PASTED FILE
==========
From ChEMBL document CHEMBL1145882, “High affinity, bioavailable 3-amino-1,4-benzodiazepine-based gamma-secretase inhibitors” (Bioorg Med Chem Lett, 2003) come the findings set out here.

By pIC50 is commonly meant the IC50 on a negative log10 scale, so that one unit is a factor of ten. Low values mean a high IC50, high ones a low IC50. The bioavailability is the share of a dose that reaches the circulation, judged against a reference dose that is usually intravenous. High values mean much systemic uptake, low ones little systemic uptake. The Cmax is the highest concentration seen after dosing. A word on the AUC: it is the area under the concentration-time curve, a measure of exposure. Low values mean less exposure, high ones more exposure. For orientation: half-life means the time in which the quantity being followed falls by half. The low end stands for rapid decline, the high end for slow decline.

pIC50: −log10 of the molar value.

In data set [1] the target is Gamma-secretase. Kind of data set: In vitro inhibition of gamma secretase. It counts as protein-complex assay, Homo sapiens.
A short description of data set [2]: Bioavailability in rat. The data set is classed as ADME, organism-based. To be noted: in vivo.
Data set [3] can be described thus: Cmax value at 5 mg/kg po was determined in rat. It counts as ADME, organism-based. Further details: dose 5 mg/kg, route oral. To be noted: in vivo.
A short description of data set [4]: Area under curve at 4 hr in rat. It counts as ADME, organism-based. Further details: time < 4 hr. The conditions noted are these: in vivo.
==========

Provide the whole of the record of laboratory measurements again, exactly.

From ChEMBL document CHEMBL1145882, “High affinity, bioavailable 3-amino-1,4-benzodiazepine-based gamma-secretase inhibitors” (Bioorg Med Chem Lett, 2003) come the findings set out here.

By pIC50 is commonly meant the IC50 on a negative log10 scale, so that one unit is a factor of ten. Low values mean a high IC50, high ones a low IC50. The bioavailability is the share of a dose that reaches the circulation, judged against a reference dose that is usually intravenous. High values mean much systemic uptake, low ones little systemic uptake. The Cmax is the highest concentration seen after dosing. A word on the AUC: it is the area under the concentration-time curve, a measure of exposure. Low values mean less exposure, high ones more exposure. For orientation: half-life means the time in which the quantity being followed falls by half. The low end stands for rapid decline, the high end for slow decline.

pIC50: −log10 of the molar value.

In data set [1] the target is Gamma-secretase. Kind of data set: In vitro inhibition of gamma secretase. It counts as protein-complex assay, Homo sapiens.
A short description of data set [2]: Bioavailability in rat. The data set is classed as ADME, organism-based. To be noted: in vivo.
Data set [3] can be described thus: Cmax value at 5 mg/kg po was determined in rat. It counts as ADME, organism-based. Further details: dose 5 mg/kg, route oral. To be noted: in vivo.
A short description of data set [4]: Area under curve at 4 hr in rat. It counts as ADME, organism-based. Further details: time < 4 hr. The conditions noted are these: in vivo.